In a move that will give hope to every Johnny and Suzie Save-My-Show petitioning the powers that be, 20th Century Fox and Comedy Central have announced that they are bringing back Futurama. Not as another series of overlong, underplotted movies but as a twenty-six episode season. Another miracle wrought by the powerful combination of technology and consumer whoredom! Like your show? Better buy those DVDs!
My, but the laws of television are a lot more flexible these days. Futurama isn’t even the first animated show to be revived after a premature death, though it is decidedly the better one. Ratings-poor shows can get a second chance—thanks more to fans patronizing fast food restaurants than mailing nuts to studio heads—while cash cows come with fixed expiration dates. We don’t even have to wait three decades for remakes of long-cancelled shows! What kind of crazy alternate box universe are we living in? (I don’t particularly care so long as it’s not that creepy bobble-head one.)
Now that Futurama has defied the odds, every Browncoat, ‘Scaper, and Daisies-pusher is going to be clamoring for a little slice of that resurrection pie. They should, of course, be careful what they wish for. (Two words: Bender’s Game.) Odds are good we’ll be seeing more than just familiar letters (like V or B, S, and G) coming to premiere weeks near us. But what if the goods are odd? Like tentacle god-odd?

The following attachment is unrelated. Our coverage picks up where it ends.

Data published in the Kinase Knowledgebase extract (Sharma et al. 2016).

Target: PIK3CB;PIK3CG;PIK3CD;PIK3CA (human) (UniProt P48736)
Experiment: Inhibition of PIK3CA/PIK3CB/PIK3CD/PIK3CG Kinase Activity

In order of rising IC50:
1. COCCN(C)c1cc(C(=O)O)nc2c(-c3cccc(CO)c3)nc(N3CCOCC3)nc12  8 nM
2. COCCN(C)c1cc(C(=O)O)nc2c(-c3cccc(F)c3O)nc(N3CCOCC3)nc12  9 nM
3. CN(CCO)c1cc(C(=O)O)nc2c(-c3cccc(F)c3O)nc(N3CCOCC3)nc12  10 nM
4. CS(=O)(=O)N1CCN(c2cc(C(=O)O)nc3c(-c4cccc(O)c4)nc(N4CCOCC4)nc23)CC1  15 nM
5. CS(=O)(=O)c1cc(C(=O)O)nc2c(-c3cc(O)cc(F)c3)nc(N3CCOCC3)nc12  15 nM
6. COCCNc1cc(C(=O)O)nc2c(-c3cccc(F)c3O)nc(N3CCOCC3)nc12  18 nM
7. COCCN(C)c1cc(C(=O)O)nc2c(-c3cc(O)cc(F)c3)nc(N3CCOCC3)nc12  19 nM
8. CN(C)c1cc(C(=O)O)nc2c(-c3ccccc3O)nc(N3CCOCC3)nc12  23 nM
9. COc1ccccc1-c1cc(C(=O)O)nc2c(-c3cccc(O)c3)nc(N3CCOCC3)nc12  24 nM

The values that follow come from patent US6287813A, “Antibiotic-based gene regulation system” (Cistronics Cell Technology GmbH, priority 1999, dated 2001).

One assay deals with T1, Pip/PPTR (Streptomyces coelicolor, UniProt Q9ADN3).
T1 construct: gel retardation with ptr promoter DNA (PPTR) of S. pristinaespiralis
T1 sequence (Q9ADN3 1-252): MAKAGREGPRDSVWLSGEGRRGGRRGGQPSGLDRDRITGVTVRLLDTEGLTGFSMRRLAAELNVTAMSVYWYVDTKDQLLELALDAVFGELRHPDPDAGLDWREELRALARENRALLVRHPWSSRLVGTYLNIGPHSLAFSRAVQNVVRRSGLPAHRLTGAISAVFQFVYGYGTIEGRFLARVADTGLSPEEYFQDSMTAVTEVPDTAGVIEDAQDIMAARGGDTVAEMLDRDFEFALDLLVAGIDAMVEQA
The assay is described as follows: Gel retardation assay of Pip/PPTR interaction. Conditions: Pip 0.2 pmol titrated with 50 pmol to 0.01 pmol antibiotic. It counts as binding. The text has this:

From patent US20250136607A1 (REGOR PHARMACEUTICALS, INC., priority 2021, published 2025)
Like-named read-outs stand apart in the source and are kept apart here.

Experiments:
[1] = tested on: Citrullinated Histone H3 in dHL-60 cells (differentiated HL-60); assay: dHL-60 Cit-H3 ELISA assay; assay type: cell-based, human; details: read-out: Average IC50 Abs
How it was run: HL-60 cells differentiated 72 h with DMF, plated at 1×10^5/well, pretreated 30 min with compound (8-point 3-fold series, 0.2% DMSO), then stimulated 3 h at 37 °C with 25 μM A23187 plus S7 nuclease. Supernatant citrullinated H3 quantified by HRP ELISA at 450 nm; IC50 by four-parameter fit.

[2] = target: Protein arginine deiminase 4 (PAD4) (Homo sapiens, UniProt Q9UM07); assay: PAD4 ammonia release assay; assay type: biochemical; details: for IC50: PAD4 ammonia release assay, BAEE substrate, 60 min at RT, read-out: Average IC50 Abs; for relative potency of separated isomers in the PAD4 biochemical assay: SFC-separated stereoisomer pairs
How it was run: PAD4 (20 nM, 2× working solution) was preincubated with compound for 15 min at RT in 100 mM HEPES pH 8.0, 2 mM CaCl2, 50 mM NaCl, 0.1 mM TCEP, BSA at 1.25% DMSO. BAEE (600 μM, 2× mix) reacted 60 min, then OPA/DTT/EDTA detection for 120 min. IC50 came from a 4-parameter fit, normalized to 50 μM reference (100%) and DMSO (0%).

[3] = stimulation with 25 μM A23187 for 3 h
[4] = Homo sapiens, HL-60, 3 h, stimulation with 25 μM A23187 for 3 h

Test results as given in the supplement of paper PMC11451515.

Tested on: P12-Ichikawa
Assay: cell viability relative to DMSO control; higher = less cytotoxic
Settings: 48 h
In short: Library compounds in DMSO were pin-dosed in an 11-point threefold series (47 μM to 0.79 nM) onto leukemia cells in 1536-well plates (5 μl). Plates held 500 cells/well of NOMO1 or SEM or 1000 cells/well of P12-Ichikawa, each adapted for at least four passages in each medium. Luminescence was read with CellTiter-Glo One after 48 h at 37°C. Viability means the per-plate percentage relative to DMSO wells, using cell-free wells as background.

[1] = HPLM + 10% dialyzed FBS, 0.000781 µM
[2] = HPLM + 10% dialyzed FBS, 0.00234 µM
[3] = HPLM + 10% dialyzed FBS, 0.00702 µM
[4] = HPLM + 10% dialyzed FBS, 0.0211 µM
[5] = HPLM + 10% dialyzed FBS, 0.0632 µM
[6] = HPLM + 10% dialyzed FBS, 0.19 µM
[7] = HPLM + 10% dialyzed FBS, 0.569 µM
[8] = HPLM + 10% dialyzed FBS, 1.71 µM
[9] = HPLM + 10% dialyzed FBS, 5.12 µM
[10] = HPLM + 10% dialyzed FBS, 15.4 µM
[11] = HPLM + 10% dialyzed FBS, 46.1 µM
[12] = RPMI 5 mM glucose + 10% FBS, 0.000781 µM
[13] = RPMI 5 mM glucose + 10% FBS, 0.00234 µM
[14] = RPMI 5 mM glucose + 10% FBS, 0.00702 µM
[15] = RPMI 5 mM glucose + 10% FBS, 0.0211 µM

Perhaps it won’t matter? Yivo knows, I set aside money for the Futurama movies, sight-unseen, the minute they were announced a few years ago. The serial disappointments of Bender’s Big Score, The Beast With A Billion Backs, and Bender’s Game have deprived me of any urge to watch Into the Wild Green Yonder. However, watching the Futurama movies only proves that the show worked best over its half-hour format, which is how the new season will be produced. The return to the original format might just be a Yivo-send. This show won an Emmy, once. (Quick: name that episode!) You think they’d have taken the hint.
Regardless, I’m a sucker for projects that reunite the original cast of anything. Yeah, I’ll defend Star Trek: The Motion Picture if need be. (It gave us Wrath of Khan, people!) I also approve of Billy West being kept in voice work until his senility. Besides, if the new season does decent in the ratings, we might just get a long-awaited spin-off. If Fox can resurrect Family Guy and throw in the truly atrocious American Dad to keep Seth MacFarlane happy, then Comedy Central owes us at least one season of Everybody Loves Hypnotoad. It could be The Colbert Report to Futurama‘s The Daily Show.